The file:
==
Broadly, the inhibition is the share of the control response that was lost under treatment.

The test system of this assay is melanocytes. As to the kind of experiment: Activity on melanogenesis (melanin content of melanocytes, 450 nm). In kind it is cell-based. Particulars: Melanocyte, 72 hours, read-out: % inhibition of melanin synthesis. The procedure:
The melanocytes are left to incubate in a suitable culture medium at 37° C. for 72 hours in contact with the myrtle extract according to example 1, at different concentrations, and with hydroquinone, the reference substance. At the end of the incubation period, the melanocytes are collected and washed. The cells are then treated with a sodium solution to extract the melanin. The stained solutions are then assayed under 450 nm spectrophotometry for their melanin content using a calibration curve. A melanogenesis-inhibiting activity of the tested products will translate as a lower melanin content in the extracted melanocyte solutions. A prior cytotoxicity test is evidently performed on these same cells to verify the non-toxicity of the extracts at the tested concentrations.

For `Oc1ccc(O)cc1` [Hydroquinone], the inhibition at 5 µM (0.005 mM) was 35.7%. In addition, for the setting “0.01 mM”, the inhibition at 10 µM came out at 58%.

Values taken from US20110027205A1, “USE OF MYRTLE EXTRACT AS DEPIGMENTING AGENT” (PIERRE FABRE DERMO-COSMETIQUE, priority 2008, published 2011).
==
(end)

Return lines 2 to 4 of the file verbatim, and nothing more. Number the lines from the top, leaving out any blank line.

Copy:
The test system of this assay is melanocytes. As to the kind of experiment: Activity on melanogenesis (melanin content of melanocytes, 450 nm). In kind it is cell-based. Particulars: Melanocyte, 72 hours, read-out: % inhibition of melanin synthesis. The procedure:
The melanocytes are left to incubate in a suitable culture medium at 37° C. for 72 hours in contact with the myrtle extract according to example 1, at different concentrations, and with hydroquinone, the reference substance. At the end of the incubation period, the melanocytes are collected and washed. The cells are then treated with a sodium solution to extract the melanin. The stained solutions are then assayed under 450 nm spectrophotometry for their melanin content using a calibration curve. A melanogenesis-inhibiting activity of the tested products will translate as a lower melanin content in the extracted melanocyte solutions. A prior cytotoxicity test is evidently performed on these same cells to verify the non-toxicity of the extracts at the tested concentrations.

For `Oc1ccc(O)cc1` [Hydroquinone], the inhibition at 5 µM (0.005 mM) was 35.7%. In addition, for the setting “0.01 mM”, the inhibition at 10 µM came out at 58%.